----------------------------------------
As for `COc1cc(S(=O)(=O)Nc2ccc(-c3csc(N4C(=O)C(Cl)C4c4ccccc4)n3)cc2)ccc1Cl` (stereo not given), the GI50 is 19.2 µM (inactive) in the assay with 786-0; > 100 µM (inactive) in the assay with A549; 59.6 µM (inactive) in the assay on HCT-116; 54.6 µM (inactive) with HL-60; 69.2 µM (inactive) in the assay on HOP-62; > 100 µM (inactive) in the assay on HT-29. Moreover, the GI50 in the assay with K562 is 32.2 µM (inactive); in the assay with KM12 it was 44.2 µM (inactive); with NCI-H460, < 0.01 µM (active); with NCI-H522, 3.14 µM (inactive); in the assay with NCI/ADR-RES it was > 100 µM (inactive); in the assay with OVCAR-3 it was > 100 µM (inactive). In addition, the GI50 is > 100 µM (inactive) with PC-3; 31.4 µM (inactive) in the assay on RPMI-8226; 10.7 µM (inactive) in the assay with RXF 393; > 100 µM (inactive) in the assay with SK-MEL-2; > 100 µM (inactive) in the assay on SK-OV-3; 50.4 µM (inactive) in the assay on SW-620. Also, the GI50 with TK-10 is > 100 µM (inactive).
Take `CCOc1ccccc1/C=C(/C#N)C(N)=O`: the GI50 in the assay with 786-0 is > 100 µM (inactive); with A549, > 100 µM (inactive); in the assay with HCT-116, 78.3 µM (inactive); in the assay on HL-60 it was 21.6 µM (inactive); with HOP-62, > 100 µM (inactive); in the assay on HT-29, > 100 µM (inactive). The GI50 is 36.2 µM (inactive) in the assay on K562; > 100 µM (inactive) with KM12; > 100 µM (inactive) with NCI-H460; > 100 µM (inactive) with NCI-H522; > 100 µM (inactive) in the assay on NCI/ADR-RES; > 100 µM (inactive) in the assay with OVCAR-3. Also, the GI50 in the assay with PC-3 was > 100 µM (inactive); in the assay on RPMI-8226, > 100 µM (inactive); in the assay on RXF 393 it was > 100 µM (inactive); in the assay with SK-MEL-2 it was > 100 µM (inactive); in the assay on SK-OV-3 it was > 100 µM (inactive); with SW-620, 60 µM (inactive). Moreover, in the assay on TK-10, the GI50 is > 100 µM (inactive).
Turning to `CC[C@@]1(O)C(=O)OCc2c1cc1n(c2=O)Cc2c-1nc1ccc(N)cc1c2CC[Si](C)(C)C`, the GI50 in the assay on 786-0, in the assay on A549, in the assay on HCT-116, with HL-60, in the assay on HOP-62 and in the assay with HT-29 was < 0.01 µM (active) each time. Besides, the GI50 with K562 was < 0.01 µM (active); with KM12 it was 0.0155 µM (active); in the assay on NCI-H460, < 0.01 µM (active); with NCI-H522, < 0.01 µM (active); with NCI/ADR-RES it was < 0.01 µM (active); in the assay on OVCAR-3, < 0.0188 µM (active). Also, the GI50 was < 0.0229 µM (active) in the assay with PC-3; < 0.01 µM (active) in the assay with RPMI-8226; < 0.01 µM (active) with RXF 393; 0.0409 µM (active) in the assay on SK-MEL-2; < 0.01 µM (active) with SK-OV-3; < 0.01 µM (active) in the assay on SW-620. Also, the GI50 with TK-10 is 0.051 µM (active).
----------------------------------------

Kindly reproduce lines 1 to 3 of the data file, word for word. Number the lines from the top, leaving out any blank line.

As for `COc1cc(S(=O)(=O)Nc2ccc(-c3csc(N4C(=O)C(Cl)C4c4ccccc4)n3)cc2)ccc1Cl` (stereo not given), the GI50 is 19.2 µM (inactive) in the assay with 786-0; > 100 µM (inactive) in the assay with A549; 59.6 µM (inactive) in the assay on HCT-116; 54.6 µM (inactive) with HL-60; 69.2 µM (inactive) in the assay on HOP-62; > 100 µM (inactive) in the assay on HT-29. Moreover, the GI50 in the assay with K562 is 32.2 µM (inactive); in the assay with KM12 it was 44.2 µM (inactive); with NCI-H460, < 0.01 µM (active); with NCI-H522, 3.14 µM (inactive); in the assay with NCI/ADR-RES it was > 100 µM (inactive); in the assay with OVCAR-3 it was > 100 µM (inactive). In addition, the GI50 is > 100 µM (inactive) with PC-3; 31.4 µM (inactive) in the assay on RPMI-8226; 10.7 µM (inactive) in the assay with RXF 393; > 100 µM (inactive) in the assay with SK-MEL-2; > 100 µM (inactive) in the assay on SK-OV-3; 50.4 µM (inactive) in the assay on SW-620. Also, the GI50 with TK-10 is > 100 µM (inactive).
Take `CCOc1ccccc1/C=C(/C#N)C(N)=O`: the GI50 in the assay with 786-0 is > 100 µM (inactive); with A549, > 100 µM (inactive); in the assay with HCT-116, 78.3 µM (inactive); in the assay on HL-60 it was 21.6 µM (inactive); with HOP-62, > 100 µM (inactive); in the assay on HT-29, > 100 µM (inactive). The GI50 is 36.2 µM (inactive) in the assay on K562; > 100 µM (inactive) with KM12; > 100 µM (inactive) with NCI-H460; > 100 µM (inactive) with NCI-H522; > 100 µM (inactive) in the assay on NCI/ADR-RES; > 100 µM (inactive) in the assay with OVCAR-3. Also, the GI50 in the assay with PC-3 was > 100 µM (inactive); in the assay on RPMI-8226, > 100 µM (inactive); in the assay on RXF 393 it was > 100 µM (inactive); in the assay with SK-MEL-2 it was > 100 µM (inactive); in the assay on SK-OV-3 it was > 100 µM (inactive); with SW-620, 60 µM (inactive). Moreover, in the assay on TK-10, the GI50 is > 100 µM (inactive).
Turning to `CC[C@@]1(O)C(=O)OCc2c1cc1n(c2=O)Cc2c-1nc1ccc(N)cc1c2CC[Si](C)(C)C`, the GI50 in the assay on 786-0, in the assay on A549, in the assay on HCT-116, with HL-60, in the assay on HOP-62 and in the assay with HT-29 was < 0.01 µM (active) each time. Besides, the GI50 with K562 was < 0.01 µM (active); with KM12 it was 0.0155 µM (active); in the assay on NCI-H460, < 0.01 µM (active); with NCI-H522, < 0.01 µM (active); with NCI/ADR-RES it was < 0.01 µM (active); in the assay on OVCAR-3, < 0.0188 µM (active). Also, the GI50 was < 0.0229 µM (active) in the assay with PC-3; < 0.01 µM (active) in the assay with RPMI-8226; < 0.01 µM (active) with RXF 393; 0.0409 µM (active) in the assay on SK-MEL-2; < 0.01 µM (active) with SK-OV-3; < 0.01 µM (active) in the assay on SW-620. Also, the GI50 with TK-10 is 0.051 µM (active).